Usually, when I pose something of a question, or a problem, I do so with the ultimate aim that I reveal the answer. The purpose of a blog is nothing if not to make its writer look smart. And so I do try to have all the answers -- even the wrong ones.
But not today. Today, I wonder about goat's milk.
I'd just like to pause for a moment here, and let that last sentence sink in. *exhale* OK.
In all seriousness, goat's milk is the most consumed form of dairy in the world, favored just about everywhere but the United States. I could go on about its fatty acid profile, its high levels of calcium, or its unhomogenized fat globules -- but I won't.
Instead, I will speculate idly on how goat's milk would steam, and otherwise perform, when used with coffee. In the realm of taste, goat's milk skews a bit towards UHT treated cow's milk, in so far as it tastes rather overtly sweet. Even in its fattier incarnations, goat's milk just doesn't have the same inky thickness that whole cow's milk does.
Thus one can reasonably assume that goat's milk would taste even sweeter when steamed, as some of the sugars would caramelize. How unhomogenized milk would stretch, however, is something of a mystery to me. The fat globules are small enough (the reason why it isn't homogenized in the first place) that I don't think you'd end up with a lumpy latte. Either shake the container first, as you would with any non-dairy milks, or count on the swirling action during steaming to do the work. I imagine it probably would.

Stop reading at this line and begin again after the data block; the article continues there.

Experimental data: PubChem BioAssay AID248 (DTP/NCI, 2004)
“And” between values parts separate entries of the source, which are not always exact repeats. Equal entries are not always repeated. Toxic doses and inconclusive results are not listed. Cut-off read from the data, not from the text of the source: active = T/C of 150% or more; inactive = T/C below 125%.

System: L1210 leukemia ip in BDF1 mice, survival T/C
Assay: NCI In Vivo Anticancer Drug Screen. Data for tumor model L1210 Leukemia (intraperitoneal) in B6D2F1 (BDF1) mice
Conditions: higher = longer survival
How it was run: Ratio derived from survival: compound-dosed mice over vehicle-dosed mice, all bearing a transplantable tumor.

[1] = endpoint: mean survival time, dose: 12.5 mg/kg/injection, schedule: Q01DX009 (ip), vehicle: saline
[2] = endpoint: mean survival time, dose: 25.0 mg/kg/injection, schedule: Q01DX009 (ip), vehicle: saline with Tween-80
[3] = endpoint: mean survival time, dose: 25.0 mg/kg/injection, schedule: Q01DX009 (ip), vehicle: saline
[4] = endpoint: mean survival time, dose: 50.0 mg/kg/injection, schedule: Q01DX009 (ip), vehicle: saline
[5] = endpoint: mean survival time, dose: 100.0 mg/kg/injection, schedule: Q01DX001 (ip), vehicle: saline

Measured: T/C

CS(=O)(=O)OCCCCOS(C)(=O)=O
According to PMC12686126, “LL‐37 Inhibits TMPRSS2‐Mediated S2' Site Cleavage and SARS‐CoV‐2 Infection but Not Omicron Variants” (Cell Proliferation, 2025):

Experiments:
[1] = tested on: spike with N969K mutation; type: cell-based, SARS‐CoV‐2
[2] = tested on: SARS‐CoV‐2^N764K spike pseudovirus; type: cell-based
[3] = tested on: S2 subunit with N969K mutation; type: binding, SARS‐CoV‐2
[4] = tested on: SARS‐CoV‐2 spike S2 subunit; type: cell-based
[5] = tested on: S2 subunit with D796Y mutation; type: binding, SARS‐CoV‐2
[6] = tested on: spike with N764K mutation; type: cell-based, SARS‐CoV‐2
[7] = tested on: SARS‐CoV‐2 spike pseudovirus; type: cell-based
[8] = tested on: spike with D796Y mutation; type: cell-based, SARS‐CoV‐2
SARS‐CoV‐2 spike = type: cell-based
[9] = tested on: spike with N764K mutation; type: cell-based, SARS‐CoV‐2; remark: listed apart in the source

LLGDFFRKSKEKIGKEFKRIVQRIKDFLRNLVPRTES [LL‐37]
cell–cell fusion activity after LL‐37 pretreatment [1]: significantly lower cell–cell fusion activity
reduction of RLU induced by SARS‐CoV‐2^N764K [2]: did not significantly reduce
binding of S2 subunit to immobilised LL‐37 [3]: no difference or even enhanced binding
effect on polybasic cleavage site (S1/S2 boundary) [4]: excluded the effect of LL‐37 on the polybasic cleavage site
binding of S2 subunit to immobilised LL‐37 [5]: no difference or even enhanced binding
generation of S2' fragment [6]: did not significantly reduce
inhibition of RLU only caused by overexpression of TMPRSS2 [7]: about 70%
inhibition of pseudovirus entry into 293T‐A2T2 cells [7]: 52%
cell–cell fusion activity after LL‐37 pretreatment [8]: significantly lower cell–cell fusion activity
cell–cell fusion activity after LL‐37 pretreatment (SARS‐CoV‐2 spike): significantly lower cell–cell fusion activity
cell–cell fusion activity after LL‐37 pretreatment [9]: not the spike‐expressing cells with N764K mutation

Of course, I don't actually have experience with a goat's milk/espresso combination. Nor do I have the slightest clue where one might go about finding a place to accomplish as much. But an interesting item to ponder, none the less.